Gainesville and Hall County firefighters know the secret behind building the pyramids in Egypt.
It merely requires a little knowledge of physics to maneuver a 2,000-pound concrete and steel block with ropes, rollers and ramps.
The skills make up a portion of what it takes to become a certified search-and-rescue officer in Georgia.
On Friday, firefighters from several Northeast Georgia fire departments practiced structural collapse techniques at a training facility on Allen Creek Road.
"This class is very dangerous because, in a real scenario, you're working with machines, heavy objects and different tools on a rubble pile," said Capt. Skip Heflin, a Hall County firefighter and one of the search-and-rescue instructors.
"You really have to be on your toes. We wear helmets, eye protection, steel-toe boots and hydration packs," he said. "You have to be prepared when you're working for long hours to move heavy objects and help victims in a collapsed structure."
The group will wrap up a week of 10-hour training days Monday with a final test by digging through rubble piles created from debris of the Jesse Jewell Parkway public safety building.
"This week has been very tiring but rewarding, and we're gaining knowledge that we can use locally," said Hall County Capt. Mark Arnold. "Hall County has a lot of natural disasters, so we can provide this service here at home if needed or other areas in the state."
The Georgia Emergency Management Agency handpicked Gainesville to be a Georgia Search and Rescue Program host site, which means firefighters are trained to respond to emergencies in GEMA's
24-county Area 1 region, which includes Hall, Jackson, Banks and White counties.
The search-and-rescue team members must complete close to 300 hours of training each, including techniques with rope rescues, confined spaces and trench rescue. This week's course wrapped up the final piece of training.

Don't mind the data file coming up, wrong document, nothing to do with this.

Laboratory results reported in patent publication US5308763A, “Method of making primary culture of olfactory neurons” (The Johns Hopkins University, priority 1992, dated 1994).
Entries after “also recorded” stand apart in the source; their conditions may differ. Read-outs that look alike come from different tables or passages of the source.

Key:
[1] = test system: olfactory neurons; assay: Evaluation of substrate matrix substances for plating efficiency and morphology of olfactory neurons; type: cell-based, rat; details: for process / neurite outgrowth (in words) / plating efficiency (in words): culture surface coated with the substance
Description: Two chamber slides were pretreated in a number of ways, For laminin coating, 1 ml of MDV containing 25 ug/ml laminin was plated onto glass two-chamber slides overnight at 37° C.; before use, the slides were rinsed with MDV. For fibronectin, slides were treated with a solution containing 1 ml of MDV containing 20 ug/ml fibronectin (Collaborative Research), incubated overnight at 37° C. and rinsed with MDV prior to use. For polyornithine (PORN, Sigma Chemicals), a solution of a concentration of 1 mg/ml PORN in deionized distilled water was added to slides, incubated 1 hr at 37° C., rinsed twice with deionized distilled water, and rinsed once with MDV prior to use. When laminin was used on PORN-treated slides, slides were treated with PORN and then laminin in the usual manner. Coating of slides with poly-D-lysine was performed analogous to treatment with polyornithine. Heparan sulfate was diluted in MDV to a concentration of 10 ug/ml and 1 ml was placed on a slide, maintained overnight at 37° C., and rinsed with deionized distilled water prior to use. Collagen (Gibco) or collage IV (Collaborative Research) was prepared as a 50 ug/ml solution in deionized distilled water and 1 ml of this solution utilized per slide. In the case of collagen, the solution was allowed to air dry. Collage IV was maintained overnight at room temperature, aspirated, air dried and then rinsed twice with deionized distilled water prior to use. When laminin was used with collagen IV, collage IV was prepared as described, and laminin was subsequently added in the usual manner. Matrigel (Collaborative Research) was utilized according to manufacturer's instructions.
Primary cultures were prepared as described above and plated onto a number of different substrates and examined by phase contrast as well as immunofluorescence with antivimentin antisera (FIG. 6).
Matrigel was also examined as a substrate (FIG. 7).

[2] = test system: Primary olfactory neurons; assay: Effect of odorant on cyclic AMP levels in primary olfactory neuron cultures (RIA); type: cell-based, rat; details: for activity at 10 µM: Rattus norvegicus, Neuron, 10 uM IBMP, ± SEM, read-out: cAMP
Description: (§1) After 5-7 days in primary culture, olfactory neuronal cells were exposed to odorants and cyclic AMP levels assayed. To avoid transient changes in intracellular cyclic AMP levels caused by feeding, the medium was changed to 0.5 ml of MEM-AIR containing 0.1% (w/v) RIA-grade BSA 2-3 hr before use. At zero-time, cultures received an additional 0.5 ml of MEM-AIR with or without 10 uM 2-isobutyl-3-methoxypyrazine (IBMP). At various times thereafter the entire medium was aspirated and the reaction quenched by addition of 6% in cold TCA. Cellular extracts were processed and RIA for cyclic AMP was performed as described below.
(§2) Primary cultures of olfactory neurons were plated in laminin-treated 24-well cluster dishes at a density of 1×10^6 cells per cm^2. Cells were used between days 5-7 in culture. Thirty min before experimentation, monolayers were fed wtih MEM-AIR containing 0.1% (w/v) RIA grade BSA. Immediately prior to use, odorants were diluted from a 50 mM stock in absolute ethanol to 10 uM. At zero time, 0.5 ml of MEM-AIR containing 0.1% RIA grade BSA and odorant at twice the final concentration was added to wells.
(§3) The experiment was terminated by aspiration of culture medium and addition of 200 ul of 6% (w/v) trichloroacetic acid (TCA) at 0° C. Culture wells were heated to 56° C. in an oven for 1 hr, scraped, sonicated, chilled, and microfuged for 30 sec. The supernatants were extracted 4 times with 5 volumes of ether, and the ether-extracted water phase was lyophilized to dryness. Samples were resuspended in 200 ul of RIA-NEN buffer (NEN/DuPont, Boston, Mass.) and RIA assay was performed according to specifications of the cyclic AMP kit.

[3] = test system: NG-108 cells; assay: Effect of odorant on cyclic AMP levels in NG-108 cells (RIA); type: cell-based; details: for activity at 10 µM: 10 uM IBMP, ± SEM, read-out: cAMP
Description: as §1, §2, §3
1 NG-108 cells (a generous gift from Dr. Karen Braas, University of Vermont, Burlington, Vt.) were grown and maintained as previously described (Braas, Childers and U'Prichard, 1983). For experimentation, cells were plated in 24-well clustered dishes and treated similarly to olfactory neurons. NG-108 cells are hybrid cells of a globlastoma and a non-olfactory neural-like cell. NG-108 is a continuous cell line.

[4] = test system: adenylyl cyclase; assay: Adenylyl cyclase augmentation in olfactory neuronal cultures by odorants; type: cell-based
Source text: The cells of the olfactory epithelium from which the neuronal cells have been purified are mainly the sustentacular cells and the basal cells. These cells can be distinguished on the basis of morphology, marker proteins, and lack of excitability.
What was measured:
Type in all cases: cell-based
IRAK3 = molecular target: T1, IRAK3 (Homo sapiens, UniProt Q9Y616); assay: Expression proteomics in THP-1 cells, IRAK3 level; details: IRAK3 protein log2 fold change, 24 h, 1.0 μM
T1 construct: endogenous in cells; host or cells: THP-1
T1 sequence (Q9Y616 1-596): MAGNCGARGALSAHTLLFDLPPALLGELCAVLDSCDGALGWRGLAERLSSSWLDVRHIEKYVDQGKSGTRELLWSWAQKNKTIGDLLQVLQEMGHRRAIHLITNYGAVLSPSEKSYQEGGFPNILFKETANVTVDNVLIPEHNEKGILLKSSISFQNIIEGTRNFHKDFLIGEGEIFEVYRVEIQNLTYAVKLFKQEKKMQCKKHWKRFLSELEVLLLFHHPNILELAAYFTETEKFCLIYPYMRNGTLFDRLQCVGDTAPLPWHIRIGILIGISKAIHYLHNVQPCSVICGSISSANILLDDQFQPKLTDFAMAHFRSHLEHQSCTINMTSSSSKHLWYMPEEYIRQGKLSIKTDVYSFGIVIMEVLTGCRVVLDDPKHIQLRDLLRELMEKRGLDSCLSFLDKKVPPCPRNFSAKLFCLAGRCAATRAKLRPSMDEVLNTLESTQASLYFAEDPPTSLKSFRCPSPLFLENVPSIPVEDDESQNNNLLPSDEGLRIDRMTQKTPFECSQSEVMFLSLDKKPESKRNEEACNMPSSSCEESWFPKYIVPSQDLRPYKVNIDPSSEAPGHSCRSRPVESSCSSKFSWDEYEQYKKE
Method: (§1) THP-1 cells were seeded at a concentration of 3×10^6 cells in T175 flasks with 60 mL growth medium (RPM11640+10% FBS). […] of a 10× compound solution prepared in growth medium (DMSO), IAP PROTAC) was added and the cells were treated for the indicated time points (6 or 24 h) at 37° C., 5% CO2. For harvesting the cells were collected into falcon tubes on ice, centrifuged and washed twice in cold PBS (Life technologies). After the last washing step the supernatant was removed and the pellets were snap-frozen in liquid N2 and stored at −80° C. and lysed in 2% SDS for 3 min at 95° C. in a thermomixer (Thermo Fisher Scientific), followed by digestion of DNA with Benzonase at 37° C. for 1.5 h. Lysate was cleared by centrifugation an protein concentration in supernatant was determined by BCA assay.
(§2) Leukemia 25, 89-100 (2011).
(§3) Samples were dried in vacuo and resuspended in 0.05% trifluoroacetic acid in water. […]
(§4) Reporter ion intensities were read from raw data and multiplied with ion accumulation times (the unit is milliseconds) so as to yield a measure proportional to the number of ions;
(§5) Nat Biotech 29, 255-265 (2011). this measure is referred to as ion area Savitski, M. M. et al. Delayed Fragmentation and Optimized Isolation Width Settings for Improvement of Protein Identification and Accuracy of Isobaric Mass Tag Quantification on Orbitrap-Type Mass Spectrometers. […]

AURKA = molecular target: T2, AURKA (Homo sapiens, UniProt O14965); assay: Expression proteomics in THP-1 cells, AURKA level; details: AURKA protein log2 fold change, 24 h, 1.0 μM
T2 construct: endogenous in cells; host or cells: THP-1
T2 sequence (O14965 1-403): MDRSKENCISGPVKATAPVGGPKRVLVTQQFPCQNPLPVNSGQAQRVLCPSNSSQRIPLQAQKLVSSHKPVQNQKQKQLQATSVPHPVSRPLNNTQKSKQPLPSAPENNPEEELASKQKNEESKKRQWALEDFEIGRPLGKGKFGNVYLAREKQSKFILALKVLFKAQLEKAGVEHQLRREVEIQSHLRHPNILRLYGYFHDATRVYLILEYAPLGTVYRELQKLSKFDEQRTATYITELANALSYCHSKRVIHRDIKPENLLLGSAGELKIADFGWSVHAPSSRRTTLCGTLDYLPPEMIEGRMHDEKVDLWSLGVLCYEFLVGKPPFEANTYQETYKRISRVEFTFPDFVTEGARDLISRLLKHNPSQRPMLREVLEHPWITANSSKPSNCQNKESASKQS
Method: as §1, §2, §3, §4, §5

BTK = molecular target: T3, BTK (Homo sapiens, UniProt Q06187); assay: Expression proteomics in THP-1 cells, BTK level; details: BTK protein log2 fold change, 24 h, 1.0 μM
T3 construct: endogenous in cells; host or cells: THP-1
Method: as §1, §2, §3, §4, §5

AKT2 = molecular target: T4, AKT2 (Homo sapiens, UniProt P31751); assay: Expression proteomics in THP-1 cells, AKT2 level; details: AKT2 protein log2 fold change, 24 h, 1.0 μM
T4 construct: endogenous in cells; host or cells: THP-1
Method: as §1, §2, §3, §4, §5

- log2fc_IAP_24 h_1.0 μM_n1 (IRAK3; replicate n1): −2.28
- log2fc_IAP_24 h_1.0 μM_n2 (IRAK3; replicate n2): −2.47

Gainesville's station will house a special truck outfitted with $1.1 million in search and rescue equipment. GEMA has also approved Gainesville for a canine program that will provide funding for the purchase and ongoing cost of hosting a search-and-rescue dog.
"When I went into Catoosa County and Ringgold yesterday to help with the tornado damage, we called in a team and several dogs to help," Heflin said.
"Being there was one way of put this training to work. I could talk to the team about importance of building markings and how's it confusing to keep up unless we mark which places have been searched for victims and hazards."
The state's search-and-rescue program helped firefighters to jump in immediately to clean up debris, noted Ronnie Register, fire services coordinator for GEMA and GSAR.
"We have the same curriculum, same equipment and identical trucks, so when everyone knows the training, we mesh together well," said Register, who helped in Ringgold on Thursday and returned to the training course on Friday. "It pays off when something like yesterday morning happens. We worked with a lot of guys I taught, and to see them take that and put it to work to save lives really pays off."